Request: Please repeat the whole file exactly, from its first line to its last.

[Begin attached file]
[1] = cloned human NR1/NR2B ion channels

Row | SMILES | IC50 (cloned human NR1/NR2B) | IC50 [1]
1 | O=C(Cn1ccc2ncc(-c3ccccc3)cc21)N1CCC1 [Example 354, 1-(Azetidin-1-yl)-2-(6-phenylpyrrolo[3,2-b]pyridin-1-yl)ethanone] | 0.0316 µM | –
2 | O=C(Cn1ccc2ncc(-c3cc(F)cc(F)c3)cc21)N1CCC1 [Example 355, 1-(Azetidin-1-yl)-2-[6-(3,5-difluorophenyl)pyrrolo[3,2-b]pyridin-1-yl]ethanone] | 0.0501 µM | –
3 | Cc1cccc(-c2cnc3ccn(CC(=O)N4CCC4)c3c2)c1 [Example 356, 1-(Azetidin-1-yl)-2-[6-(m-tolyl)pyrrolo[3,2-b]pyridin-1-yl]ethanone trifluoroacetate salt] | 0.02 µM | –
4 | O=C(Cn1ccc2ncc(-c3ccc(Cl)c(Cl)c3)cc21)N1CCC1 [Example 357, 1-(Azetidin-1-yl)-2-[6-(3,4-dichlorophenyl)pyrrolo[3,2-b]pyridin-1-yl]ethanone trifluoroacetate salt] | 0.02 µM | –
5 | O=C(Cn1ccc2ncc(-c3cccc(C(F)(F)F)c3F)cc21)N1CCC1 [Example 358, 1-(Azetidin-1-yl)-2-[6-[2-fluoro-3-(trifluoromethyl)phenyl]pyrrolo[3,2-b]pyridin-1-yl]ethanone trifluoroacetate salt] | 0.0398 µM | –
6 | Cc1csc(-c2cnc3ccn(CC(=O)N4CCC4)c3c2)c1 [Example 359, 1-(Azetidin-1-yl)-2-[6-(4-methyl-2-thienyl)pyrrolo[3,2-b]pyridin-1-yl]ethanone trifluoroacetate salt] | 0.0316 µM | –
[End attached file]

[1] = cloned human NR1/NR2B ion channels

Row | SMILES | IC50 (cloned human NR1/NR2B) | IC50 [1]
1 | O=C(Cn1ccc2ncc(-c3ccccc3)cc21)N1CCC1 [Example 354, 1-(Azetidin-1-yl)-2-(6-phenylpyrrolo[3,2-b]pyridin-1-yl)ethanone] | 0.0316 µM | –
2 | O=C(Cn1ccc2ncc(-c3cc(F)cc(F)c3)cc21)N1CCC1 [Example 355, 1-(Azetidin-1-yl)-2-[6-(3,5-difluorophenyl)pyrrolo[3,2-b]pyridin-1-yl]ethanone] | 0.0501 µM | –
3 | Cc1cccc(-c2cnc3ccn(CC(=O)N4CCC4)c3c2)c1 [Example 356, 1-(Azetidin-1-yl)-2-[6-(m-tolyl)pyrrolo[3,2-b]pyridin-1-yl]ethanone trifluoroacetate salt] | 0.02 µM | –
4 | O=C(Cn1ccc2ncc(-c3ccc(Cl)c(Cl)c3)cc21)N1CCC1 [Example 357, 1-(Azetidin-1-yl)-2-[6-(3,4-dichlorophenyl)pyrrolo[3,2-b]pyridin-1-yl]ethanone trifluoroacetate salt] | 0.02 µM | –
5 | O=C(Cn1ccc2ncc(-c3cccc(C(F)(F)F)c3F)cc21)N1CCC1 [Example 358, 1-(Azetidin-1-yl)-2-[6-[2-fluoro-3-(trifluoromethyl)phenyl]pyrrolo[3,2-b]pyridin-1-yl]ethanone trifluoroacetate salt] | 0.0398 µM | –
6 | Cc1csc(-c2cnc3ccn(CC(=O)N4CCC4)c3c2)c1 [Example 359, 1-(Azetidin-1-yl)-2-[6-(4-methyl-2-thienyl)pyrrolo[3,2-b]pyridin-1-yl]ethanone trifluoroacetate salt] | 0.0316 µM | –